D’naia and Indigo sat pressed together on a wooden bench in a cell with their arms wrapped tightly around one another. The sunlight from the outside was blocked by black paint on the windows. The only light in the cell was provided by two dim oil lamps. Opposite D’naia and Indigo, there sat the old taxidermist woman–the junior warden. Indigo recognized her when she was brought in. She began dutifully reading her Gaians Bible and looking strangely at ease. Perhaps religion does that for people, Indigo thought. He, on the other hand, was terrified but was trying keep up a pretense of strength for D’naia whom he feared was teetering on the brink of an emotional collapse.
Indigo knew that mind-reformatting was the same thing as death, no matter how Mr. Lever framed it. Indigo was not a believer in any spiritual afterlife. Virtual immortality was all that he had hoped for. He was, however, becoming convinced of the existence of a mortal soul— something innate in man that understands right and wrong. Joe Hannan had convinced him of that, at least. He decided that man was more than the sum of his molecules. To erase and reload a consciousness was to murder the soul. Thou shalt not murder.
Indigo had come to grips with his mortality back on the Astarte. The cumulative failures of the Birkelund plasma inducers brought oblivion fully into the consciousness of the crew. They were too far out to have their consciousness retrieved and rebooted so death would be final. When godless mortality and the impossibility of virtual resurrection stared Indigo in the face, he came to fully understand the nature of it. What he remembered understanding was that life is limitless— in any personal sense of experience— because experience and sensation of life itself requires one to be alive. One cannot experience the moment before or the moment after life, so life is without an edge… without beginning and without end. However, he decided, it is best that when the end comes, it comes unexpectedly because the sensation of dread awaiting it would be most unpleasant.
The luxury of unexpected death was not enjoyed by the crew of the Astarte. The tick tock of their oblivion clock drove each of the crew to madness on one level or another. Indigo secretly hoped that, if they were in fact doomed, that the Astarte might be struck by a meteor of sufficient size that the self-sealing hull would be irreparably breached and the space can would instantaneously blow itself apart.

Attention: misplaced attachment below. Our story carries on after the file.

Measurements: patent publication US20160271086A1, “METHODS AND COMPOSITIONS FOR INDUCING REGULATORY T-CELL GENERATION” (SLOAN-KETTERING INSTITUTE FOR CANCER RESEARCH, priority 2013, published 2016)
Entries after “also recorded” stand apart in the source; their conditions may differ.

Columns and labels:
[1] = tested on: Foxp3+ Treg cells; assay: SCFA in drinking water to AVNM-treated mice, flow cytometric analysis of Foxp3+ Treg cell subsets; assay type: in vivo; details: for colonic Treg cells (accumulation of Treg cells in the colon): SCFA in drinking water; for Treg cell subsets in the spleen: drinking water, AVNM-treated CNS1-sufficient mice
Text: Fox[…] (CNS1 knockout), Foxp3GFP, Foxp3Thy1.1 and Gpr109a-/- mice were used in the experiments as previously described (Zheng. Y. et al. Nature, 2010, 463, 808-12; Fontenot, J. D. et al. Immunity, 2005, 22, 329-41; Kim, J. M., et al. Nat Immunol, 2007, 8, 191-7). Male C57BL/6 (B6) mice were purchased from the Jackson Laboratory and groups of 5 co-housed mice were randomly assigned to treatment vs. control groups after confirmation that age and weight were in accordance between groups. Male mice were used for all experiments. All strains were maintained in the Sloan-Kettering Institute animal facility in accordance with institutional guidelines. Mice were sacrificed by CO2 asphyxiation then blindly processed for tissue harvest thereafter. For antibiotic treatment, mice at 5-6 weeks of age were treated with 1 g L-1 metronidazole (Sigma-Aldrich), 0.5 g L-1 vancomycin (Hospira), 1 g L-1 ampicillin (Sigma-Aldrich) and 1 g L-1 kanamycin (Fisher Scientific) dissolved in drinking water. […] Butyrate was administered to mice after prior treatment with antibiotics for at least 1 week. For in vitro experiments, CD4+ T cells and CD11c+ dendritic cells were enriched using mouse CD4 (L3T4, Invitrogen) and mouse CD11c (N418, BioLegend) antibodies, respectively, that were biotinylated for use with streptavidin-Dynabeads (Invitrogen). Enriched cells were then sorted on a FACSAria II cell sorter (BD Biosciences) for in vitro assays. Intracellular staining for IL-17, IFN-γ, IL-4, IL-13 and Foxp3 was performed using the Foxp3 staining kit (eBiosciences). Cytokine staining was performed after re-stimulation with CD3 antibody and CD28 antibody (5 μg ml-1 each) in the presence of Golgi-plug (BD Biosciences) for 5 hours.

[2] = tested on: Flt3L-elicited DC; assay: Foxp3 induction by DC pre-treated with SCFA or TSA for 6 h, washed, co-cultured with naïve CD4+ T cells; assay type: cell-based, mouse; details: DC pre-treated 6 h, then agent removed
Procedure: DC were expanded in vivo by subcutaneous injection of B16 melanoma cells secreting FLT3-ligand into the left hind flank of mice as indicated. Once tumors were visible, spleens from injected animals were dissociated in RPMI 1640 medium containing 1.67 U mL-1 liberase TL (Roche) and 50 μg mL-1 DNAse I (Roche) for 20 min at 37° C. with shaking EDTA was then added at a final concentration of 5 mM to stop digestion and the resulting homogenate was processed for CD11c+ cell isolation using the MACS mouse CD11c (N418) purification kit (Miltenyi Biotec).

Ensign Friederich, himself no longer able to bear the dread, hoped to hasten the final toll of the iron bell by reprogramming the life support systems to gently expel the oxygen. He was discovered by Gaiastan Mission Control which halted his viral program… but it was too late.
The taxidermist interrupted Indigo’s lucid nightmare with a chuckle.
“What do you find so amusing?” Indigo asked. “Don’t you know what awaits us?”
“Of course I know,” she answered, as she glanced up from her Holy Book. “Don’t you know that we’ve been selected? We are on the eve of our immortal rebirth. They’re taking us to have our souls downloaded into the Heavenly Virtuality. It’s going to be wonderful to finally be liberated from the chains of this broken, physical body. Look at these hands of mine! They barely work, anymore. Do you know how difficult it is to butcher savages with arthritis?”
“Where did you get your ideas?” D’naia asked.
“It’s all in the Good Book, young woman. Don’t you read your Gaians Bible?”
“I don’t waste my time on fairy tales.”
“Bless your heart and may Gaia have mercy on you. But just listen for a second…. Let me read to you from The Book of Ehrlich, Chapter 9…
‘Blessed are the Undermen: for theirs is the Kingdom of man. Blessed are they that mourn for the Earth, for they shall be comforted. Blessed are the obedient for they shall be given their rations. Blessed are they who deprive themselves for they shall be held guiltless. Blessed are those who live sustainably for they shall be sustained. Blessed are the true Gaians for they shall receive immortality. Blessed are the Greens for they shall be called the Children of Gaia. Blessed are ye when the polluters defile Her and poison Her and you reap them for Her sake. Rejoice and be exceedingly glad, for great reward awaits you in Heavenly Virtuality.’”
“You can keep your superstitions,” D’naia snapped.
“I’ve eliminated the polluters… all manner of humate demons,” the old woman continued. “I ended their unrighteousness.”
“By murdering them,” D’naia replied.
“Murder is taking the life of a human. One can’t murder a humate any more than one can murder a dog. The polluters are unrighteous and I killed them. I did god’s work and for that, I’ll get my eternal reward.”
“You’re a fool. You’re only reward will be a rendering plant where they turn you into soap.”
“Silence, you demon! I will pray for the redemption of your wretched soul.”
“And I will pray that all of our ends will be quick and painless,” D’naia replied.
Indigo tightened his grip on D’naia trying to signal her to not antagonize the taxidermist anymore.
“Tell her she’s a fool, Indigo,” D’naia plead. “Tell her there’s no God… that heaven is a lie… that Gaia is a myth. Tell her.”
Indigo held his words.